AccuConferenceAccuConference

Aug
04
2010
New 4G Networks But Not For Consumers George Page

As phones and wireless device become faster and more powerful, so increases the demand for networks and infrastructure to support them. The main telecom companies are expanding as best they can, but small privately-backed network companies like LightSquared have found opportunities to grab large amounts of the wireless network market.

Networks up to this point have been consolidated among the main providers, with seemingly insurmountable barriers to entry for new, less established companies. However, with the new 4G networks, infrastructure building is still on-going, leaving the market full of opportunity and potential.

LightSquared is taking advantage of 4G by offering a new choice for super-fast wireless internet--in select areas now, and with 95% coverage by 2015. With $7 billion in start-up cash from Harbinger Capital Partners, and Nokia Siemens to build the network, it looks realistic that they could do it.

Though such a large bankroll is uncommon with most of the ambitious new network providers, it’s LightSquared’s business model that really sets them apart. For starters, they won’t be offering 4G service to consumers.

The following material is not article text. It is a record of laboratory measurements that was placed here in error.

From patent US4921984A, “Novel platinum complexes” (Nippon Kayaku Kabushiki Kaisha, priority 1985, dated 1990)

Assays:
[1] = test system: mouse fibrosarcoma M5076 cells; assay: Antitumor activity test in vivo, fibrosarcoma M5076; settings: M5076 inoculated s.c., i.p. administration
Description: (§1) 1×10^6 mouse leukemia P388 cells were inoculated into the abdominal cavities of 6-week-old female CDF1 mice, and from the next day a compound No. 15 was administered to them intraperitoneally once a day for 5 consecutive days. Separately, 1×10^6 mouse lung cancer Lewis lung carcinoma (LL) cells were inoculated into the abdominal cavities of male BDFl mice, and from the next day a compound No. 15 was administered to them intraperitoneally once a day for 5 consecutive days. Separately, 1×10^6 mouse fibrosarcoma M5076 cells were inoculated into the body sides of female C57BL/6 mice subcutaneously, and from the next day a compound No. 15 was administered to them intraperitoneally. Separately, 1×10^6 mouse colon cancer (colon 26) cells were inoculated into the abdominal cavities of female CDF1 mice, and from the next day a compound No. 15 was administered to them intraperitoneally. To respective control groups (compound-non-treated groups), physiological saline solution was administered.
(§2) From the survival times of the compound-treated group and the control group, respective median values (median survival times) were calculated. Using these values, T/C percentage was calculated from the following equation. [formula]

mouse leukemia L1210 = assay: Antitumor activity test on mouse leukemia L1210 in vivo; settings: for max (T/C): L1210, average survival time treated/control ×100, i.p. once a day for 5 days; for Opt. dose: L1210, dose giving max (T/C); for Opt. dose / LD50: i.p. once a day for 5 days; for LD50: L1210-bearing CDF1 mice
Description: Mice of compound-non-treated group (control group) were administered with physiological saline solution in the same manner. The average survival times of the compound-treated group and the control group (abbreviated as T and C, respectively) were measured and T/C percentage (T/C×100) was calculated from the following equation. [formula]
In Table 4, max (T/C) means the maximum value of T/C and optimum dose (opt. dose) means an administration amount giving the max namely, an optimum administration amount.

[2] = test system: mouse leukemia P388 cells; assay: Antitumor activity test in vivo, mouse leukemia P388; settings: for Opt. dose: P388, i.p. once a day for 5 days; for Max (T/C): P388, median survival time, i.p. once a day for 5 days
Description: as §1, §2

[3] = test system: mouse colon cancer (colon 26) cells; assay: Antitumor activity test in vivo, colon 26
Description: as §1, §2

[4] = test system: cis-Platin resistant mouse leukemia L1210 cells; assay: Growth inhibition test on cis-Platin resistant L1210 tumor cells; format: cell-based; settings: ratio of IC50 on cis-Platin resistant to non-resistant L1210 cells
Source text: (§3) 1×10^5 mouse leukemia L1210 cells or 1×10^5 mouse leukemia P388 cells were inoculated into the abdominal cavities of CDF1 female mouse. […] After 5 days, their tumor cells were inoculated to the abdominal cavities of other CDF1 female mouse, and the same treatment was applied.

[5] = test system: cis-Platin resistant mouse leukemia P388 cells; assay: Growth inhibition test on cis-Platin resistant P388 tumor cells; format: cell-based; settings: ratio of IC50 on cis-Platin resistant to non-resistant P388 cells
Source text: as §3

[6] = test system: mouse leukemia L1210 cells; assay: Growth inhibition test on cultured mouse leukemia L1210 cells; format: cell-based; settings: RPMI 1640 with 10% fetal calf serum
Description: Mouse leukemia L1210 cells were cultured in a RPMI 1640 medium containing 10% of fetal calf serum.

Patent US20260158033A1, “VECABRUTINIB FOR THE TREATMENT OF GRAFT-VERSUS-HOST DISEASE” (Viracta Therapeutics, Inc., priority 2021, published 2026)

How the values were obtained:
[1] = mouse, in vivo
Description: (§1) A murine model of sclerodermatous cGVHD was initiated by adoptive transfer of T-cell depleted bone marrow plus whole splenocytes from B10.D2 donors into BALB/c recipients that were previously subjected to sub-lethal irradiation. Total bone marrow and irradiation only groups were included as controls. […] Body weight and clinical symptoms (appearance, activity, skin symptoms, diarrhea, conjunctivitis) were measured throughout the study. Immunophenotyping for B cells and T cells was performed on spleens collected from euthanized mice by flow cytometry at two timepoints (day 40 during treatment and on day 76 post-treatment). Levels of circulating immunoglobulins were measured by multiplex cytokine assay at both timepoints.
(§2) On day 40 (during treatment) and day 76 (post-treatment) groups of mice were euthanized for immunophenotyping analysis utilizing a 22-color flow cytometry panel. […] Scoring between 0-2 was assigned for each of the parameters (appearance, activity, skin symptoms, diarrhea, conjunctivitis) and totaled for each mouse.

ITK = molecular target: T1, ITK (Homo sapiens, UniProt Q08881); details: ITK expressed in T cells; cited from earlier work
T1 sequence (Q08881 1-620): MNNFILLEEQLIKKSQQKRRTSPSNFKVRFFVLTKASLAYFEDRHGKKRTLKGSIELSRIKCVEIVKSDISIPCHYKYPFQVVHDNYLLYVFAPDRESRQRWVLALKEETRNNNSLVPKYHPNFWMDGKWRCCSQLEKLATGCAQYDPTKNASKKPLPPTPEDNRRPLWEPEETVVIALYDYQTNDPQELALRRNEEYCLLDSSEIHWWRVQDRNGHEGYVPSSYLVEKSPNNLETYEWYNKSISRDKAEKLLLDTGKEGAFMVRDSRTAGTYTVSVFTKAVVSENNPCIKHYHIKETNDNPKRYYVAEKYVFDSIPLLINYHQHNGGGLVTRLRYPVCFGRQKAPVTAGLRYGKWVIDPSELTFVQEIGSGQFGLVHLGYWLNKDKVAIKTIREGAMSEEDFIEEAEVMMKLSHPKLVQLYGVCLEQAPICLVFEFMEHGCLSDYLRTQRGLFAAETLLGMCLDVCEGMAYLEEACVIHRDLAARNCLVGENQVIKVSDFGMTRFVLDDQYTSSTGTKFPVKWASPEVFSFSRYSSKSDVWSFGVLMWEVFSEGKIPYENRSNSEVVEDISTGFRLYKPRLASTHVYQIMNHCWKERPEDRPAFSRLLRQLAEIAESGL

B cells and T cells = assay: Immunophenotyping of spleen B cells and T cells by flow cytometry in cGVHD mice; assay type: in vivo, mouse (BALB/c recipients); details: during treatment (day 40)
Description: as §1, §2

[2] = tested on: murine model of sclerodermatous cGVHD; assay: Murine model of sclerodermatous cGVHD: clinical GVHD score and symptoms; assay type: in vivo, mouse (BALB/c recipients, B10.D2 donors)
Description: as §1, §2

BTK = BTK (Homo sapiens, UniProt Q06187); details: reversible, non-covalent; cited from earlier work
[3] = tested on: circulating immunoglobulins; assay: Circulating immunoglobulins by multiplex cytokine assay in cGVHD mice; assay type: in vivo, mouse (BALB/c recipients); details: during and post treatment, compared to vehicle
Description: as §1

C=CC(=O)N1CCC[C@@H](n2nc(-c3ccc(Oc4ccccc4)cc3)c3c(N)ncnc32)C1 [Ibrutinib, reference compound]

Instead, LightSquared will be providing bandwidth to companies to offer 4G services to consumers. This allows them to reach a lot more people at once, leading to faster expansion. Offerings from LightSquared include white-label network branding--“Wal-Mart 4G wireless internet”--extra bandwidth to smaller telecoms like T-Mobile, and alternative internet sources for companies with wireless products such as the Nook from Barnes & Noble.

While this business model will not directly compete with the main network providers, it will still shake up the American wireless business structure. But LightSquared seesthis as a good thing, fostering more innovation and progress.

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